Joseph is sold to a top general and quickly proves he is capable. He is placed in charge of the entire estate. Unfortunately the general’s wife takes a liking to Joseph and when Joseph rejects her, she makes false accusations and Joseph is placed in jail. By now each and everyone one of us would be absolutely furious. We would be screaming “Where is God in all this?” We would be thinking “I am faithful, hardworking and honest. I am talented, intelligent and I do a great job, how can life be so unfair?” But Joseph never complained. He was one of the greatest examples of faith in history. He must have known “that for those who love God all things work together for good, for those who are called according to his purpose.” (Romans 8:28).

In jail Joseph once again proves himself and is placed in charge of the other prisoners. He also proves himself a great interpreter of dreams. This ability made possible by the revelation of God.

Once pharaoh heard of Joseph’s ability, he was removed from prison and made to serve pharaoh. Joseph was then elevated and made the second most powerful man in all of Egypt. From that position he was able to save the nation of Egypt and his family during a horrific time of famine and yes his brothers did bow down to him. (Genesis 37, 39-45)

For many years life was certainly unfair for Joseph. At times we may feel like we are walking in Joseph’s shoes. But like Joseph we cannot lose faith. Nor can we grow angry with God or life. We must approach every hardship we go through as if it is a new opportunity to grow and become even better, because that is exactly the reason why we go through them. Remember God is not done; He is doing something great in each of us.

No more excuses!

But Moses said to God, “Who am I that I should go to Pharaoh….(Exodus 3:11)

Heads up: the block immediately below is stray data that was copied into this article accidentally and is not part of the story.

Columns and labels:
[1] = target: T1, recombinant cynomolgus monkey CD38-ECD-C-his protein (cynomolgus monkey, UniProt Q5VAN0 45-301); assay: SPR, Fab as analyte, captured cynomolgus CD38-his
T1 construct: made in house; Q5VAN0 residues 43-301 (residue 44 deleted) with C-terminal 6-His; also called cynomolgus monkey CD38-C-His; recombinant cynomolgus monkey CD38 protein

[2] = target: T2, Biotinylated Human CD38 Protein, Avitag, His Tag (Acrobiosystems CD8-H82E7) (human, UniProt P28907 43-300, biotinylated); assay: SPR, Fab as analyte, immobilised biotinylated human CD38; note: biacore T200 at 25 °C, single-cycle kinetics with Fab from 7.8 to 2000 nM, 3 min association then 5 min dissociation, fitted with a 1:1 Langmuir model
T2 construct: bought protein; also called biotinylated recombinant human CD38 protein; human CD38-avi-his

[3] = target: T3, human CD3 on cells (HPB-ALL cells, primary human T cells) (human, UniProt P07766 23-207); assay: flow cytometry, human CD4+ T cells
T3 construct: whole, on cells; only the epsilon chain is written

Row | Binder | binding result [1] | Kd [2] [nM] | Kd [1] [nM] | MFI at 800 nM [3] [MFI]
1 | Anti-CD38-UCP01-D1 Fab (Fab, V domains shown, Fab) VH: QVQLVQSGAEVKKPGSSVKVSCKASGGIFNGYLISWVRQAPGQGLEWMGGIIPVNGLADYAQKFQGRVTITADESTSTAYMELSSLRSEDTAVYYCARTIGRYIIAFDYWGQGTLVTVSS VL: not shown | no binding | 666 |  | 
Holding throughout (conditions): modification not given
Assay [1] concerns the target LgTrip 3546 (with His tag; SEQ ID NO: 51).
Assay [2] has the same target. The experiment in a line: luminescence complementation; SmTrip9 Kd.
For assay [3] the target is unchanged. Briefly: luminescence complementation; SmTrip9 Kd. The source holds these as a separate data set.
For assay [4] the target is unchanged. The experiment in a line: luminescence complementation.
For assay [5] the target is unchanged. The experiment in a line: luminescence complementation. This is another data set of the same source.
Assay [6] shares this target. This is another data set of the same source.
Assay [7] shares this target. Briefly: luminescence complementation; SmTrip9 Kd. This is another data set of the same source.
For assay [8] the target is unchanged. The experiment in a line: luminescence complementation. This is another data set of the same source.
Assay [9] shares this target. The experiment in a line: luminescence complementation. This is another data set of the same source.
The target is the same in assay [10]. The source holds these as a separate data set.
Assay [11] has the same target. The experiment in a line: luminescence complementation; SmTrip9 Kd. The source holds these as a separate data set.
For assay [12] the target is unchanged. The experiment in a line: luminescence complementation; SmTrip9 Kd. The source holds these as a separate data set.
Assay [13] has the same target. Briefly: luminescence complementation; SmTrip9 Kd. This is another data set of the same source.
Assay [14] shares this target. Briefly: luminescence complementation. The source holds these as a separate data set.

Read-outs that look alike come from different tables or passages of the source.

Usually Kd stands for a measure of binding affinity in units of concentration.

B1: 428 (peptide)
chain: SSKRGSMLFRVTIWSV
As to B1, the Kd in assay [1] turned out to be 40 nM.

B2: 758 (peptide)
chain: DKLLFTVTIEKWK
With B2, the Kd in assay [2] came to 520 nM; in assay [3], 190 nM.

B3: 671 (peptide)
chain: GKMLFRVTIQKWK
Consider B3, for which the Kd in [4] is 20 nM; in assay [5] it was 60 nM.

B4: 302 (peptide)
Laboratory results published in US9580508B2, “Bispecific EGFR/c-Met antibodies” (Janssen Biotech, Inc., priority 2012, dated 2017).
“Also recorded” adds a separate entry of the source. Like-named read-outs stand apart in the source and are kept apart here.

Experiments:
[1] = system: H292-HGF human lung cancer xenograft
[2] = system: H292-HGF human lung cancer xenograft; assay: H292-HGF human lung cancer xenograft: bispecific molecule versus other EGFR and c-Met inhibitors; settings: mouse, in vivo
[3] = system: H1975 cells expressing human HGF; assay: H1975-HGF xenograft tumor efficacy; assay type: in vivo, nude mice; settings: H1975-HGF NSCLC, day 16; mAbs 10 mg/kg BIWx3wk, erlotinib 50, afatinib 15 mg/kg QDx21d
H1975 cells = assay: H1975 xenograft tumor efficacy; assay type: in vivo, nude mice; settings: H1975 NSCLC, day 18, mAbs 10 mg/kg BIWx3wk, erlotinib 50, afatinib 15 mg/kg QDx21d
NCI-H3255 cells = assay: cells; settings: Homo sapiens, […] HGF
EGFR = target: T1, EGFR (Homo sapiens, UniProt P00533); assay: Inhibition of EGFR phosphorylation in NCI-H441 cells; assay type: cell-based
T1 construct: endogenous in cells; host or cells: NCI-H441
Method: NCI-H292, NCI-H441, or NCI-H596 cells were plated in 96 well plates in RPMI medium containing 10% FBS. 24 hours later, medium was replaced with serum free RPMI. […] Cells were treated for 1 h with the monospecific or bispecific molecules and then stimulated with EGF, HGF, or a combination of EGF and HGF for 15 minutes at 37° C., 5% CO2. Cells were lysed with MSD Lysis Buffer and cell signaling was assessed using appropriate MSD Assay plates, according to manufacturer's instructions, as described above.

Moses was having a pleasant time. He was relaxing while tending to his sheep in the quiet stillness of the night. However, for no apparent reason, a bush went up in flames, and didn’t burn up. Then the voice of God was heard. Moses was terrified and hid his face. Then it got worst.

God proceeded to give Moses directions to speak to the mightiest man on the planet. He had to tell the ruthless pharaoh of Egypt to let the enslaved Israelites go.

Moses came up with one excuse after another. First He said “Who am I that I should go to Pharaoh, and that I should bring the children of Israel out of Egypt? (Exodus 3:11) In other words I am not important enough to speak to pharaoh. Then Moses said, “Indeed, when I come to the children of Israel and say to them, ‘The God of your fathers has sent me to you,’ and they say to me, ‘What is His name?’ what shall I say to them?” (Exodus 3:13) The implication was that he didn’t know what to tell the people who were supposed to follow him, the Israelites. God told Moses what to say, but Moses was not done giving excuses he said “But suppose they will not believe me or listen to my voice; suppose they say, ‘The Lord has not appeared to you.”(Exodus 4:1). God performed several miracles before Moses to show him what he would do as proof. But Moses was still not satisfied and said “O my Lord, I am not eloquent, neither before nor since You have spoken to Your servant; but I am slow of speech and slow of tongue.” (Exodus 4:10)

Four excuses, Moses truly had self esteem issues. He was certain that he lacked the qualifications. He must have been thinking “Just let me take care of my sheep, that’s all I am good for.” But he was wrong.